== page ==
NPR SFF Reader's Poll 2021

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Roxxsmom

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SFF readers' polls and recommendation lists always frustrated me because the same novels and authors come up over and over and over with very little change. Yes, nearly everyone knows Tolkien, Ursula K LeGuin, and Heinlein, and Asimov wrote enduring classics that are widely recommended. And the same forgotten masters (many of whom are women and people of color) remain, well, forgotten.

This year, they did something different with the npr poll. They restricted the list to books published in the last ten years, and they had just fifty titles but limited the list to just one book (or trilogy) per author recommended. This means the judges sometimes had to decide which work by a given author to list (when more than one got a lot of votes). The results were, imo, a more interesting and dynamic list with a much more diverse group of authors and type of story.

I'm familiar with many of the titles on this list. Some I loved and some I didn't. However, there are also a number of authors I haven't read yet or even heard of, and some of those look interesting. It's nice to see a reader poll that actually suggests something new!


Now if someone could come up with a poll of older classics that don't usually make the classics lists we'll be set!
 

Fiender

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I saw this earlier today! I know I'm a very finicky, picky reader, but I was still surprised to see several books on this list that had completely bounced off of me. More surprising though is the fact I've never heard of about half these books.

My 'stats', without singling out any specifics and starting debates on how could you not like such-and-such!?:
Bounced off: 12
Actually liked: 12
Never heard of: 23
Never got around to reading: 3
 
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Roxxsmom

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I don't think there will ever be a list where I like every single title. I could never get into the Foundation series, for instance, and that makes every traditional SFF recommendation list. As for Heinlein, I enjoyed some of his books but certainly not all. I don't deny that they are classics for a reason, but my tastes are what they are.

The thing is, though, if you are a SFF fan but you haven't read (or liked) Tolkien, Asimov, Heinlein etc., there is probably a reason for it. I have to admit I've gotten a bit tired over the years of being told over and over and over that I "must" read certain titles I have either already read or tried to read and simply didn't like in order to be well versed in the genre.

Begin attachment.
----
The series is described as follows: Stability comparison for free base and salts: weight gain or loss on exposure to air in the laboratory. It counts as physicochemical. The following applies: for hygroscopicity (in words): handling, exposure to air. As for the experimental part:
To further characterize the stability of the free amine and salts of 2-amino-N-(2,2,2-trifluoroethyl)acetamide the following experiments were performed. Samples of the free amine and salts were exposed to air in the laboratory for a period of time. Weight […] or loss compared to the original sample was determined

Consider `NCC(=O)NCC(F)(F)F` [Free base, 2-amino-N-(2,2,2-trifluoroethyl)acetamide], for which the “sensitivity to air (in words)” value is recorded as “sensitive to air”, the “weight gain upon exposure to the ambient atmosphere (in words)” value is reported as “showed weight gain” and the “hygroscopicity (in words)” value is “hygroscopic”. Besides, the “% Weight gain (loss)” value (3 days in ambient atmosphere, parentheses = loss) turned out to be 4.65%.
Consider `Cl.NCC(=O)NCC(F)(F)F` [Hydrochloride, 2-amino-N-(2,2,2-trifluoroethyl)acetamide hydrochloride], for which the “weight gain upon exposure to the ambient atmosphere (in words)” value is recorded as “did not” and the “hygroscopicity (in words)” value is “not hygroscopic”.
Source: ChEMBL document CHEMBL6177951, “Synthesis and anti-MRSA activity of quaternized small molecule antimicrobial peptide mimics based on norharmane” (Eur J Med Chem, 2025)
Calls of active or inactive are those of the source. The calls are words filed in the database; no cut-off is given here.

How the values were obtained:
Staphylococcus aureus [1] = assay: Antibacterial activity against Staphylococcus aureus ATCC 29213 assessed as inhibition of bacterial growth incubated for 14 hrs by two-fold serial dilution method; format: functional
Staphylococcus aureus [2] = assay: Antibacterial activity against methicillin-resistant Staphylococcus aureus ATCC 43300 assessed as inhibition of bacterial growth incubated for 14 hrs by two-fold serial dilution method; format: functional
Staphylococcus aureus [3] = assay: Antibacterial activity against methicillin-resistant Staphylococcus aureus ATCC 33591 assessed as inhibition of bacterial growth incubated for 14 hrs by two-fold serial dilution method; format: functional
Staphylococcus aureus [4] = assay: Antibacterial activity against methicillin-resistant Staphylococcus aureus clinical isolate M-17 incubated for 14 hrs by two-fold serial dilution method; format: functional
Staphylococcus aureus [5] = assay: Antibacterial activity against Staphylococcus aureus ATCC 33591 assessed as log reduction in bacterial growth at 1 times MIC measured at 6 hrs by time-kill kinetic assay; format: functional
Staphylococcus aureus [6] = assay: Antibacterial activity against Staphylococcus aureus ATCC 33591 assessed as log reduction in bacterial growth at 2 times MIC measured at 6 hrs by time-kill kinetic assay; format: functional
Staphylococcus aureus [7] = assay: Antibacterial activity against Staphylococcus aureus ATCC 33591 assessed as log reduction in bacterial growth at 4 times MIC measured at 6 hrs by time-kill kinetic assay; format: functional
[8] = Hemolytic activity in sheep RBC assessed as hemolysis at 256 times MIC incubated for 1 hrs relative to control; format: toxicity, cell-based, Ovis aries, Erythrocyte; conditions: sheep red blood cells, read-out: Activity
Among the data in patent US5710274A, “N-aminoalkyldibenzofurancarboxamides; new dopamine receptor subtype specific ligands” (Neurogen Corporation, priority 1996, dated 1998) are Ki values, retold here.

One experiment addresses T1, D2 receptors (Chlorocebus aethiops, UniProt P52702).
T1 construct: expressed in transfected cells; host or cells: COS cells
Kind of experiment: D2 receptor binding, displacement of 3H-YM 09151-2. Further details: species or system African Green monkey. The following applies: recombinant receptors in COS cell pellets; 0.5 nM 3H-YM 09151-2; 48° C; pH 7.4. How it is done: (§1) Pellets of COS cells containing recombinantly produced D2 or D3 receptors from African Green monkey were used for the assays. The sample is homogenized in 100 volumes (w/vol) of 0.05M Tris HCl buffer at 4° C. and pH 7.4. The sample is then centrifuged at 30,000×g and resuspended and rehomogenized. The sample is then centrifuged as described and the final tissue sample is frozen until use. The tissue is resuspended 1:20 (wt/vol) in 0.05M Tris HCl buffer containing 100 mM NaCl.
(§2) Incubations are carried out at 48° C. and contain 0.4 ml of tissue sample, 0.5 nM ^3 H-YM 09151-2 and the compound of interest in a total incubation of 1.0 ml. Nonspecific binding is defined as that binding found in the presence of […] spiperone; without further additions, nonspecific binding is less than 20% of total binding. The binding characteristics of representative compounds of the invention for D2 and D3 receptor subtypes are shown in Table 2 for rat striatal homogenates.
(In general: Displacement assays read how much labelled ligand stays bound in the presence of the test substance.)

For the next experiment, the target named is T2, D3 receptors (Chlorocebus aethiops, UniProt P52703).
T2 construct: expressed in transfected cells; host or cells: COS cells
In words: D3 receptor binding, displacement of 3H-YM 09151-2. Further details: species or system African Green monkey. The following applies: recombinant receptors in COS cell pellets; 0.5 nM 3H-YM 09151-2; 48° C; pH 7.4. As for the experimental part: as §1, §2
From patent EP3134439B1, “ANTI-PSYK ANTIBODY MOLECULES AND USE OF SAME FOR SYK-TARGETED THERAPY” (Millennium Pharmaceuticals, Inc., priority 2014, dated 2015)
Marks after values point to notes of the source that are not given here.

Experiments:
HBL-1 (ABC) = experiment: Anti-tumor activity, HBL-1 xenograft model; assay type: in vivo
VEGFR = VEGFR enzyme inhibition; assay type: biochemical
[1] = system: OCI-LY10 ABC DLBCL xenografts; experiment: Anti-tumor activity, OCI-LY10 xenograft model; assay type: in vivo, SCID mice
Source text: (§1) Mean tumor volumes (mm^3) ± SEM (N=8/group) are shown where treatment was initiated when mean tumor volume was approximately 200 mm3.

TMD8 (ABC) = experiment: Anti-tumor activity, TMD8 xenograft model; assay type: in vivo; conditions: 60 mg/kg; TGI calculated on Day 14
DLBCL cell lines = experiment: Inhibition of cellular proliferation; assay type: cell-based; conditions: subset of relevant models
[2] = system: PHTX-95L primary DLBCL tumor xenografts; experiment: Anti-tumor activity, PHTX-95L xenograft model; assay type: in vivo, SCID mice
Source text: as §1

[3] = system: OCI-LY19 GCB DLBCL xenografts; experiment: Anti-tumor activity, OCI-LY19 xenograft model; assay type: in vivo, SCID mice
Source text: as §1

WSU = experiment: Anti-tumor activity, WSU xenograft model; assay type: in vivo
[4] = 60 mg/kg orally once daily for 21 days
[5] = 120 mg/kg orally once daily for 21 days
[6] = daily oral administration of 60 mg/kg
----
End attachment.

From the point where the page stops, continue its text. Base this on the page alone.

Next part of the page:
I'm definitely a picky reader too. I have fairly formed tastes when it comes to narrative style, world building, characterization and so on. But sometimes a story that falls outside my normal tastes appeals to me, and I can't always say why.

Anyway, I think it's cool to (finally) see a list of more recent work, created by a more diverse group of writers than the usual "dead white guy" heavy SFF reader poll lists. Some of those dead white guys number among my favorite authors, but I already know about them. If someone who reads SFF hasn't heard of Tolkien (or Rowling, for that matter), they've been deliberately hiding their head under a rock for their entire life! Sometimes I see a frantic desire on the part of older SFF to mold the tastes of the newer generations by forcing them to read the classics we loved as kids. But tastes do change across generations, and that's okay.

It's also nice to see a list to share when people in certain SFF groups (that should remain nameless) always suggest the same authors (Erikson, Abercrombie, Lawrence) of the grimdark persuasion when asked for recommendations by people who specifically ask for titles that aren't so pessimistic and dark (not there are some dark authors on the npr list, including Abercrombie, but there's a lot of diversity). There are plenty of non Eurocentric, non grimdark books being published nowadays.

I haven't loved every book I've already tried on the NPR 2021 list either, but I do see that they have merit and will likely appeal to some readers. And there are some titles there that are new to me that look like books I'd like to try.
 
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